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CDC Commits Millions to Fight Obesity in Poor Kids

October 17, 2011

This plan seems (to me anyway) like a case of wasted money on investigating a solution for a problem that doesn’t really exist: the “childhood obesity epidemic.”

The Centers for Disease Control and Prevention (CDC) has announced a new $25 million four-year research project to combat childhood obesity in low-income kids, who are at higher risk.

Preventing childhood obesity can also prevent a number of diseases later in life, including type 2 diabetes, asthma, and heart disease, the CDC said

Why are low-income children at higher risk of being fat? Could it possibly be that they have parents, grandparents, great-grandparents, and other relatives who are fat (remember, being fat is up to 75% heritable), just like other fat kids who aren’t poor?

And, pray tell, why isn’t the CDC worried about preventing type 2 diabetes, asthma, and heart disease for those who weren’t fat as children and aren’t fat as adults, but have those diseases? Thin people with all of those diseases exist, but no one is up in arms about eradicating thinness to get rid of the diseases thin people have.

“Over the last three decades, obesity rates among children and adolescents have nearly tripled,” said CDC Director Thomas Frieden, MD, MPH, in a press release. “Obese children are more likely to have asthma, depression, diabetes, and other serious and costly health problems. This project will help figure out ways our children can grow up to lead long, healthy, and productive lives.”

Well, let me see now: asthma can be caused by a lot of things, but being fat isn’t one of them (correlation is not causation); depression has been shown to be related to how stressed a person is (in other words, the more stress you have in your life, the more likely you are to be depressed) and stigmatization and bullying for being fat is enough to cause stress in a child; and type 2 diabetes is genetic, so if you have a parent with type 2 diabetes, you’re more likely to end up with it. Add stress from stigmatization and bullying to that, and you have a recipe for developing T2D early.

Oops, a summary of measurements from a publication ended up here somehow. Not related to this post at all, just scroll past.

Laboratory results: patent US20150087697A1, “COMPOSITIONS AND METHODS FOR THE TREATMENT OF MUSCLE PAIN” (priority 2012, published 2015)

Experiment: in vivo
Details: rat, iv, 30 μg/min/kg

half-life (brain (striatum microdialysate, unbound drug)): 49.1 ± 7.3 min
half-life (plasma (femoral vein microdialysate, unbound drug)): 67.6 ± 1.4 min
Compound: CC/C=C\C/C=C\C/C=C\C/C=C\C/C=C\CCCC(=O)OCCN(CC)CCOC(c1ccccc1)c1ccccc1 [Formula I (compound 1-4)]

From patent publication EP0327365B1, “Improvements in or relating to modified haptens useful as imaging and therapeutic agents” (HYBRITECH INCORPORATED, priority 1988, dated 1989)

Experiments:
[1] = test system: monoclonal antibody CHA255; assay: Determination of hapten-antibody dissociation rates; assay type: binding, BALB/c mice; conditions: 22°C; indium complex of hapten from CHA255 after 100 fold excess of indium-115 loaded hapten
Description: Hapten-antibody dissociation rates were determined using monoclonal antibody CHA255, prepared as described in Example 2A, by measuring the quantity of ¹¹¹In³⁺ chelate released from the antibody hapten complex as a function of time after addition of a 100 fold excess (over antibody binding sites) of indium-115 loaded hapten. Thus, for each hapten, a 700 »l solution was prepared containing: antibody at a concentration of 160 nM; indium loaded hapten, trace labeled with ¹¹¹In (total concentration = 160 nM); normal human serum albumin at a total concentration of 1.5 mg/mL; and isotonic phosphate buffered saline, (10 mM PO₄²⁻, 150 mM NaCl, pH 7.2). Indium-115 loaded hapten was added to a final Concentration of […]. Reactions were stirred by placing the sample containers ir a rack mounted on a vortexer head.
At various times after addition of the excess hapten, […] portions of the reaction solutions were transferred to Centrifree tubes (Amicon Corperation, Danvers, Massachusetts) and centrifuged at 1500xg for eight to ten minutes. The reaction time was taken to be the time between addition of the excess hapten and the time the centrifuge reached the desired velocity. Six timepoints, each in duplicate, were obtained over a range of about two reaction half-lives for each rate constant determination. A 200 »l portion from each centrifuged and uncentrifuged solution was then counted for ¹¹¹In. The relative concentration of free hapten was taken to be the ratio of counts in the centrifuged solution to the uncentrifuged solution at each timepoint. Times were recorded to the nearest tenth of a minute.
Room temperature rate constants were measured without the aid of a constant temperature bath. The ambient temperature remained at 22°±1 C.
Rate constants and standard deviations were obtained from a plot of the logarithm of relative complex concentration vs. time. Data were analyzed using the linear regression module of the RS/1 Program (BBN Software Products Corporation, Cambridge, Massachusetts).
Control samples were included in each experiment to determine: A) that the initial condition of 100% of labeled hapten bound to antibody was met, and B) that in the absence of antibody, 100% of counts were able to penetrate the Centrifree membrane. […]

If the CDC wants to figure out ways to help children grow up to lead long, healthy, productive lives, how about ending stigmatization and bullying for being fat? That alone would go a long way to helping kids have happier, healthier lives.

The project — called the Childhood Obesity Demonstration Project — will award grants of $6.2 million each to the University of Texas Health Science Center at Houston, San Diego State University, and the Massachusetts State Department of Public Health to identify effective ways to prevent childhood obesity.

The University of Houston will get $4.2 million to determine which strategies worked best and to share the experiences of the three research sites.

Ya know, I’m just going to throw this out here: if $60 billion spent on diets/pills/WLS hasn’t made adults thin and ended the so-called adult “obesity epidemic”, how in hell do they think they’re going to come up with anything that’s going to make fat kids thin for only $25 million?

Oh, wait, here’s how they plan on doing it: